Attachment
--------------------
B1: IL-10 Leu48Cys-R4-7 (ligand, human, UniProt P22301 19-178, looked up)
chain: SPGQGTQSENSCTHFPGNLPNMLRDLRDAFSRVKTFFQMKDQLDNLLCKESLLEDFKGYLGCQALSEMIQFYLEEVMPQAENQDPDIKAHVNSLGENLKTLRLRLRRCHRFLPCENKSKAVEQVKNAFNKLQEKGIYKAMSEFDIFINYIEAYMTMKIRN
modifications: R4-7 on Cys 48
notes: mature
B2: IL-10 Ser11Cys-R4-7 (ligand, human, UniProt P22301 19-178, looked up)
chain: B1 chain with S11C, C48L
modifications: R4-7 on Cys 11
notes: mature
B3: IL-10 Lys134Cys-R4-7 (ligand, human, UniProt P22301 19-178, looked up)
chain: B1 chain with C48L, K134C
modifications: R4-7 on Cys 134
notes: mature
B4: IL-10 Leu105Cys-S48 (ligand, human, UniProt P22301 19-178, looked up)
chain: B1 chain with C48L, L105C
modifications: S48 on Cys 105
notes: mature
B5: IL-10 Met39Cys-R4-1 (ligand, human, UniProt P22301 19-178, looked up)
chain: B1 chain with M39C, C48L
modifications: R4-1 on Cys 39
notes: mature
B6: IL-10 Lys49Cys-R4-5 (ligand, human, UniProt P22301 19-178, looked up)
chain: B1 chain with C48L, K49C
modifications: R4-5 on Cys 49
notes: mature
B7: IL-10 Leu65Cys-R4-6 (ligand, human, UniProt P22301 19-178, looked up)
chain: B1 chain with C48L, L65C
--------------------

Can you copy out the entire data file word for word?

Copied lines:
B1: IL-10 Leu48Cys-R4-7 (ligand, human, UniProt P22301 19-178, looked up)
chain: SPGQGTQSENSCTHFPGNLPNMLRDLRDAFSRVKTFFQMKDQLDNLLCKESLLEDFKGYLGCQALSEMIQFYLEEVMPQAENQDPDIKAHVNSLGENLKTLRLRLRRCHRFLPCENKSKAVEQVKNAFNKLQEKGIYKAMSEFDIFINYIEAYMTMKIRN
modifications: R4-7 on Cys 48
notes: mature
B2: IL-10 Ser11Cys-R4-7 (ligand, human, UniProt P22301 19-178, looked up)
chain: B1 chain with S11C, C48L
modifications: R4-7 on Cys 11
notes: mature
B3: IL-10 Lys134Cys-R4-7 (ligand, human, UniProt P22301 19-178, looked up)
chain: B1 chain with C48L, K134C
modifications: R4-7 on Cys 134
notes: mature
B4: IL-10 Leu105Cys-S48 (ligand, human, UniProt P22301 19-178, looked up)
chain: B1 chain with C48L, L105C
modifications: S48 on Cys 105
notes: mature
B5: IL-10 Met39Cys-R4-1 (ligand, human, UniProt P22301 19-178, looked up)
chain: B1 chain with M39C, C48L
modifications: R4-1 on Cys 39
notes: mature
B6: IL-10 Lys49Cys-R4-5 (ligand, human, UniProt P22301 19-178, looked up)
chain: B1 chain with C48L, K49C
modifications: R4-5 on Cys 49
notes: mature
B7: IL-10 Leu65Cys-R4-6 (ligand, human, UniProt P22301 19-178, looked up)
chain: B1 chain with C48L, L65C